Barnardo's Family Support Team
A story by Barnardo's Family Support Team
Both weekends took place at the Nethybridge Outdoor Centre, near Aviemore – part of the Abernethy Trust, providing a range of fun, rewarding outdoor activities, with support for children/young people and all of the family. In my experience children with learning disabilities and associated complex needs, eg epilepsy, do not normally have the opportunity to experience such a wide range of challenging and rewarding experiences – canoeing, climbing, archery, etc in our risk adverse society. Like most children if given the chance they will achieve and prosper. This has very much been our experience over 25 years.
Since May 2013 we have run 2 short breaks of 4 days, 3 nights providing fun activities for young people and a positive family experience. Holiday 1 provided places for 9 young people (with support) and holiday 2, a family weekend for the whole family - 6 families took part. A third residential weekend is planned for March 2014.
Tip 1:Ensure that you have sufficient staff/volunteers available to meet the needs of children and young people who will take part. This may include the need for waking carers. Safety is paramount.
Tip 2:Ensure that the centre you visit has the correct ethos and that facilities are of a high standard, which includes qualified instructors and safety equipment.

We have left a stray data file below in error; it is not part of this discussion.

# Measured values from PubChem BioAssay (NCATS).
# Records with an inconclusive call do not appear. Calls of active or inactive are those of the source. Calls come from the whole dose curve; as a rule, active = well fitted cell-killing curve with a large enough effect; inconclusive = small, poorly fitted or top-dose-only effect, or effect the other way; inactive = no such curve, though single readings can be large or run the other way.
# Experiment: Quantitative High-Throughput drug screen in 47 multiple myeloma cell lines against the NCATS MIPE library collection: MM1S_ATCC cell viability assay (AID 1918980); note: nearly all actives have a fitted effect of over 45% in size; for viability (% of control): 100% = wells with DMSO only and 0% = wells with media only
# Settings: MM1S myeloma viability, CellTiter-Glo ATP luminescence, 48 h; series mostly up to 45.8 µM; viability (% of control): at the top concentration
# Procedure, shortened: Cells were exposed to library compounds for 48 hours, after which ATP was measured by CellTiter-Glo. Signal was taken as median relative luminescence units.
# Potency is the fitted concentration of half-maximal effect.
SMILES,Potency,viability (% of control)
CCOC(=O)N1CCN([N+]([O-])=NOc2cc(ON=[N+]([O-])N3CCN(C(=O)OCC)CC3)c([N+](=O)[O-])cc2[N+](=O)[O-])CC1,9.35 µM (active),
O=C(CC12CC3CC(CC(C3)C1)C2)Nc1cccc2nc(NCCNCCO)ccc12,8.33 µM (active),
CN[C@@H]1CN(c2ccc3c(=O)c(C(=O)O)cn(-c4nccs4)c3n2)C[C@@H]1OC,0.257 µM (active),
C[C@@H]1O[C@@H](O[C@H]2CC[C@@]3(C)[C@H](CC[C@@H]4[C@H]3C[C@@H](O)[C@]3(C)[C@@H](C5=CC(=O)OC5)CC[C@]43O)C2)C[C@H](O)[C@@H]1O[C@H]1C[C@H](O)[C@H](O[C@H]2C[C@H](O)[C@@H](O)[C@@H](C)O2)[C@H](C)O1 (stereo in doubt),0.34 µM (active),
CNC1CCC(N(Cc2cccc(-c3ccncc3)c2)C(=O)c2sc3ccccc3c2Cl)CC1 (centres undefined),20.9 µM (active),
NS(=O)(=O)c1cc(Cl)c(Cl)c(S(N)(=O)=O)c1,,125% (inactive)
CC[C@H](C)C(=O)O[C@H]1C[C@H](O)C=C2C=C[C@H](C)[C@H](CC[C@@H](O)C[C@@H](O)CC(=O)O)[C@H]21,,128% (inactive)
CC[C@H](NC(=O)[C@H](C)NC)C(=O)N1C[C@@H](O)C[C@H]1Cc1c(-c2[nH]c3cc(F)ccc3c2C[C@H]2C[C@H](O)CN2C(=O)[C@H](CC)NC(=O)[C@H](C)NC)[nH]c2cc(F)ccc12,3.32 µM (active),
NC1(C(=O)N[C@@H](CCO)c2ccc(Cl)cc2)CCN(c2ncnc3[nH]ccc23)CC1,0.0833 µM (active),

Tip 3:Be prepared for the unexpected – keep calm and carry on!
• From young people – “I learned how to be brave.” “I loved the zip wire, canoeing, archery and football.”
• From parents – “M improved his social and independent living skills and also his confidence. Now that he is getting older experiences like these are invaluable to his development.” “He did very well in leaving me for that few days.” (For this 15 year old young man, this was his first experience of being away from home.)
Holiday One – D (15) is a young man with global developmental delay who lives at home with his single parent mum and older brothers in a disadvantaged part of the city. He has never been away from home before and after some initial reassurance surprises his family by saying he will give the holiday a go. While he copes well with the separation helped by the fact that his girlfriend is also taking part and enjoys the weekend, he is very clear that he is not keen to go again – he has tried it! However given this positive experience both he and his mum are now willing to consider planned short breaks at the local residential short break unit. His mum feels this will help his maturity and independence. D feels keen to spend time at the unit- his girlfriend also attends!
“All of our children loved Nethybridge and the outdoor activities. It’s hard to do these kind of things with 4 kids, all of whom who have different needs and they will be speaking about the great time they had. Nethybridge is great and the staff there are very understanding. Our children have gained new skills and learned that they can do more than they had thought, gained new friends and an understanding of other special needs kids.”
“Me and all our family can’t thank Better Breaks enough. We had a great time together and of course the helpers at Barnardo’s have hearts of gold. My twins want to take their 16th birthday there instead of having a party. So that tells you how much fun they had.”